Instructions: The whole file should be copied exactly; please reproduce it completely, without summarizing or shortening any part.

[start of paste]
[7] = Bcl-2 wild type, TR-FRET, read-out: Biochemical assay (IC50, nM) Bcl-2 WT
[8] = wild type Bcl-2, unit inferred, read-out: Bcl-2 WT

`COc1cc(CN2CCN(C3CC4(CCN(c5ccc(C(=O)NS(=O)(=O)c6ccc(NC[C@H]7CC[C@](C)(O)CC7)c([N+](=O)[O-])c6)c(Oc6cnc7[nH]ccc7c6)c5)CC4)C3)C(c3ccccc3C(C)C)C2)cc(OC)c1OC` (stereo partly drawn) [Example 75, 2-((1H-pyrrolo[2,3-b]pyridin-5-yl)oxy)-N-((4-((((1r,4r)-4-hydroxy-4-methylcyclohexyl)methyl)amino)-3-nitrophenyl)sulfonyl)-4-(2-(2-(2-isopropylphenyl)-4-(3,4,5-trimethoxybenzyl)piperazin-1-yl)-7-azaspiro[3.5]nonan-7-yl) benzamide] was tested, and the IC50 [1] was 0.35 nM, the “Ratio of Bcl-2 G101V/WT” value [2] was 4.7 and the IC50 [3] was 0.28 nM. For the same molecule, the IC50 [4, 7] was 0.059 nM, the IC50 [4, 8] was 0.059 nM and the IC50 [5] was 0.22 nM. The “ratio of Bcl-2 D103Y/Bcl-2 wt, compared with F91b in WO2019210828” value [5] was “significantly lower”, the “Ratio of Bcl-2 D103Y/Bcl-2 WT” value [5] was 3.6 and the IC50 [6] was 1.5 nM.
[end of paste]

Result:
[7] = Bcl-2 wild type, TR-FRET, read-out: Biochemical assay (IC50, nM) Bcl-2 WT
[8] = wild type Bcl-2, unit inferred, read-out: Bcl-2 WT

`COc1cc(CN2CCN(C3CC4(CCN(c5ccc(C(=O)NS(=O)(=O)c6ccc(NC[C@H]7CC[C@](C)(O)CC7)c([N+](=O)[O-])c6)c(Oc6cnc7[nH]ccc7c6)c5)CC4)C3)C(c3ccccc3C(C)C)C2)cc(OC)c1OC` (stereo partly drawn) [Example 75, 2-((1H-pyrrolo[2,3-b]pyridin-5-yl)oxy)-N-((4-((((1r,4r)-4-hydroxy-4-methylcyclohexyl)methyl)amino)-3-nitrophenyl)sulfonyl)-4-(2-(2-(2-isopropylphenyl)-4-(3,4,5-trimethoxybenzyl)piperazin-1-yl)-7-azaspiro[3.5]nonan-7-yl) benzamide] was tested, and the IC50 [1] was 0.35 nM, the “Ratio of Bcl-2 G101V/WT” value [2] was 4.7 and the IC50 [3] was 0.28 nM. For the same molecule, the IC50 [4, 7] was 0.059 nM, the IC50 [4, 8] was 0.059 nM and the IC50 [5] was 0.22 nM. The “ratio of Bcl-2 D103Y/Bcl-2 wt, compared with F91b in WO2019210828” value [5] was “significantly lower”, the “Ratio of Bcl-2 D103Y/Bcl-2 WT” value [5] was 3.6 and the IC50 [6] was 1.5 nM.